Consider this: By considering yourself a problem that needs to be fixed, you create a pattern of thought that keeps the problem in place. It’s the thoughts themselves that are the source of your concern, so by learning to change your relationship to your thinking – the concept of yourself changes. You recognize that you are not a problem to solve and there is nothing to fix. You can just BE who you are really which has little to do with your verbal relationship with the external world.
I recognize that this may cause you some confusion – let it be okay that it does. Whenever we challenge old, limiting patterns of thought, a feeling of confusion may happen – this is a good thing! This means that the old patterns can fall away and what comes forth is a clearer understanding of what it means to be who you really are.
Error 3: Overthinking
I have worked with clients who are very insightful about their concern, but still cannot seemingly learn to defuse from patterns of thought, problem solve everything and analyze every feeling they have. Thinking is the cornerstone to how we relate to life, however, relying too much on our thinking actually becomes part of why we feel stuck. Our thoughts are compelling and they help us to make sense of things and through your mindfulness practice, you learn to change your relationship to thinking and let go of the need to make sense of everything and analyze it.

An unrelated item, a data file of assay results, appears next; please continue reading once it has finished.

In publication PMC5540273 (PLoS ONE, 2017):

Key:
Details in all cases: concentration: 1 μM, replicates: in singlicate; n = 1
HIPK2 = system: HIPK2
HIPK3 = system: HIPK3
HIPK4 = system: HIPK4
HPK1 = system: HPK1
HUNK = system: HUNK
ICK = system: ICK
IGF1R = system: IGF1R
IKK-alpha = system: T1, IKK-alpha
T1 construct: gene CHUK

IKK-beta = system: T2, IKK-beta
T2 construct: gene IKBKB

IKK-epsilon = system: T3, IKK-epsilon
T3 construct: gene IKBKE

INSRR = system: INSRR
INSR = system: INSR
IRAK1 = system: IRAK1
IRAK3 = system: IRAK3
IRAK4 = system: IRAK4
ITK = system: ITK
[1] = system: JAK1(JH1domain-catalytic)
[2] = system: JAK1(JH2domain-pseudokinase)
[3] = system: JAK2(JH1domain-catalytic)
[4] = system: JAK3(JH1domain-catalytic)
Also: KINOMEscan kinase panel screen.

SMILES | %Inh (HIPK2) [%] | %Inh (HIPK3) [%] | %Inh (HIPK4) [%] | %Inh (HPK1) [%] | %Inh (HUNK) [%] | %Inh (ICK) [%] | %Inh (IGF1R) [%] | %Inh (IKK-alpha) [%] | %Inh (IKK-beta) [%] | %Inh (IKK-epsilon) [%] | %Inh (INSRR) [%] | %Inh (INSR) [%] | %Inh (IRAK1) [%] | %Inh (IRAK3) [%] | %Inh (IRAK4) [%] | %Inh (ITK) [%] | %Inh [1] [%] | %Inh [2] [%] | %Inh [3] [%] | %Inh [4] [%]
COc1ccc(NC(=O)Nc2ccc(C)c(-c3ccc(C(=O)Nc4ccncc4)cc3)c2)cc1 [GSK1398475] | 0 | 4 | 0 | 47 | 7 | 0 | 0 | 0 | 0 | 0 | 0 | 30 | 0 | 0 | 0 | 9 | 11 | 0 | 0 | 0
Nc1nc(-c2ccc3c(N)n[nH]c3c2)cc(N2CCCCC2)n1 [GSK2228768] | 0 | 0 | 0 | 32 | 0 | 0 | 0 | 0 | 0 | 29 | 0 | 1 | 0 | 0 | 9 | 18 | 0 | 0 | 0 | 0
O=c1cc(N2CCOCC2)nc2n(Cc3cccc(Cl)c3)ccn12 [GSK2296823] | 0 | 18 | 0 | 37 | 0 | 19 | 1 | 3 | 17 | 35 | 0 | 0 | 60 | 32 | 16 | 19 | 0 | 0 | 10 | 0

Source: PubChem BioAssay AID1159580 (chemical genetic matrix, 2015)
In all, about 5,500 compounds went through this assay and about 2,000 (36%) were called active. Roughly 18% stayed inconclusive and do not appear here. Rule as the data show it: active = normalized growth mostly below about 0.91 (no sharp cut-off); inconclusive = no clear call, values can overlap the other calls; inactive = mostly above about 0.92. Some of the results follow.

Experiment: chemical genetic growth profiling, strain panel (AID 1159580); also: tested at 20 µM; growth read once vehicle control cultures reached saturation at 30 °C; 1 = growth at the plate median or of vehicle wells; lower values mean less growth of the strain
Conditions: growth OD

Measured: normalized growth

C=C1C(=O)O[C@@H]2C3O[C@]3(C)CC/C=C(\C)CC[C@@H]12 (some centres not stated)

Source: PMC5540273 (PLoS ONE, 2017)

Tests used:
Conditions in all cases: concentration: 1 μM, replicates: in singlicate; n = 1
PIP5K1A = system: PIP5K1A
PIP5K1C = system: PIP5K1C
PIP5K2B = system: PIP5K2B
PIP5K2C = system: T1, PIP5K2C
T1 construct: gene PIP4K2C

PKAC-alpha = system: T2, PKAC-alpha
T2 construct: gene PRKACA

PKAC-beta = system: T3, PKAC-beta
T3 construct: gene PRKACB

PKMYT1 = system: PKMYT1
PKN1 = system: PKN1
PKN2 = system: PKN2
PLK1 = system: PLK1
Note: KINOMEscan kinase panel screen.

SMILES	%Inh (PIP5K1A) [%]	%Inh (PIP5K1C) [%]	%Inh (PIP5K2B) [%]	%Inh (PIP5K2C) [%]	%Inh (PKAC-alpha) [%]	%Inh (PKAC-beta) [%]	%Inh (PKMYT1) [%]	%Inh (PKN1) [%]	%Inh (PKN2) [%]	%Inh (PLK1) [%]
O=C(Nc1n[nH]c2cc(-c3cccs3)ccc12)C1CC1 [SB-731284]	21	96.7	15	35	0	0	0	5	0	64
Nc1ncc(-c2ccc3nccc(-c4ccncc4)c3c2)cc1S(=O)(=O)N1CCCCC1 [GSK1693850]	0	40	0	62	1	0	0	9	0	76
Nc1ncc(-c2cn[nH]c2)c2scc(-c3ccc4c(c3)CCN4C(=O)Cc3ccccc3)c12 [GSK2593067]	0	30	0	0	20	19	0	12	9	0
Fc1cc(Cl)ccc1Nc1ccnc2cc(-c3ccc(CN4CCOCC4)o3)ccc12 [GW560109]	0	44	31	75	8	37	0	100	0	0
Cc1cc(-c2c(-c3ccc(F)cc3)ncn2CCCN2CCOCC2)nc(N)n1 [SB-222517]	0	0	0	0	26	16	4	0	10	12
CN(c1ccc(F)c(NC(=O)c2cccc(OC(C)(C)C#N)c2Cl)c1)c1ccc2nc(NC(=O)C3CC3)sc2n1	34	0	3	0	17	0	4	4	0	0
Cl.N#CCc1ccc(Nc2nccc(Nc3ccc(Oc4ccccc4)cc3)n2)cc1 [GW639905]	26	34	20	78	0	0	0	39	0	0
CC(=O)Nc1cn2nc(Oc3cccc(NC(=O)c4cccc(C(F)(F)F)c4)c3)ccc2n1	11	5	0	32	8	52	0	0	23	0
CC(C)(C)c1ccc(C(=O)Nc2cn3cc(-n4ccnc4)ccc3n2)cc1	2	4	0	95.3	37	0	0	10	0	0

I often say to clients that, “Some things are not meant to be understood, they are just meant to be felt.” This may seem easy to understand but by the very need to understand it we begin to trap ourselves into the mental gymnastics of making sense of everything, especially our feelings.
Consider this: Thoughts are thoughts. They are images, pictures, dialogue all woven together that tells you a story of what happened to you before now, what is happening now and what may happen in the future. Our minds think thoughts, that’s it’s job and it does it very well, but it largely happens automatically without inquiry as to whether these thoughts are true or false, real or imagined… and the need to make sense of everything becomes necessity and contaminates your present moment awareness to the point you are living in your thoughts instead of the realness of the moment.
Through practice you create a different relationship to your thoughts and the need to think your way out of everything is diminished and replaced with the contentment which comes from getting out of your head and into the present moment with mindfulness.
Error 4: Lacking Self Compassion
We are hard on ourselves. We’ve learned to strive for certain ideal of who we want to be and we compare this to the who we were before in the past and the who we are now and the who we want to be in the future and this form of striving means we always make the present moment not good enough. By cultivating mindfulness and self awareness we can open ourselves up to a more gentle, kind and compassionate way of being – letting go of comparison, striving mentality.